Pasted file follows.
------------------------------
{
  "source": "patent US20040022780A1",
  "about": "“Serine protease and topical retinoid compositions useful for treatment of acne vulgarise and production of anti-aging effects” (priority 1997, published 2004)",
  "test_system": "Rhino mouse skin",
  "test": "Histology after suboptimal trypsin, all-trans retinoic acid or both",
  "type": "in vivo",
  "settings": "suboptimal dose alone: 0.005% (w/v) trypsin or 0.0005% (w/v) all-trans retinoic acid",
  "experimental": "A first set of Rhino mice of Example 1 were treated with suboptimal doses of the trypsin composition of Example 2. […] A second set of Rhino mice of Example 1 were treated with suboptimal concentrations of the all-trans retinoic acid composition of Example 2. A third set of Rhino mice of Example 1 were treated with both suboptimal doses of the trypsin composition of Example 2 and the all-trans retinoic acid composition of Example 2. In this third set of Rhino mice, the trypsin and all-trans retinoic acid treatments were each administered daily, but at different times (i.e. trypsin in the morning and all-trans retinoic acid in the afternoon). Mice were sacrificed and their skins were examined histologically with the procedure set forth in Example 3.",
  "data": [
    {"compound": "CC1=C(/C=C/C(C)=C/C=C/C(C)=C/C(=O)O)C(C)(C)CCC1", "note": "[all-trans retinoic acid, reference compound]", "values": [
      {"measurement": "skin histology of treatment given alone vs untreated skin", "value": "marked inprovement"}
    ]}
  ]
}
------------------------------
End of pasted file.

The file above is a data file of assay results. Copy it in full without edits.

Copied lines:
{
  "source": "patent US20040022780A1",
  "about": "“Serine protease and topical retinoid compositions useful for treatment of acne vulgarise and production of anti-aging effects” (priority 1997, published 2004)",
  "test_system": "Rhino mouse skin",
  "test": "Histology after suboptimal trypsin, all-trans retinoic acid or both",
  "type": "in vivo",
  "settings": "suboptimal dose alone: 0.005% (w/v) trypsin or 0.0005% (w/v) all-trans retinoic acid",
  "experimental": "A first set of Rhino mice of Example 1 were treated with suboptimal doses of the trypsin composition of Example 2. […] A second set of Rhino mice of Example 1 were treated with suboptimal concentrations of the all-trans retinoic acid composition of Example 2. A third set of Rhino mice of Example 1 were treated with both suboptimal doses of the trypsin composition of Example 2 and the all-trans retinoic acid composition of Example 2. In this third set of Rhino mice, the trypsin and all-trans retinoic acid treatments were each administered daily, but at different times (i.e. trypsin in the morning and all-trans retinoic acid in the afternoon). Mice were sacrificed and their skins were examined histologically with the procedure set forth in Example 3.",
  "data": [
    {"compound": "CC1=C(/C=C/C(C)=C/C=C/C(C)=C/C(=O)O)C(C)(C)CCC1", "note": "[all-trans retinoic acid, reference compound]", "values": [
      {"measurement": "skin histology of treatment given alone vs untreated skin", "value": "marked inprovement"}
    ]}
  ]
}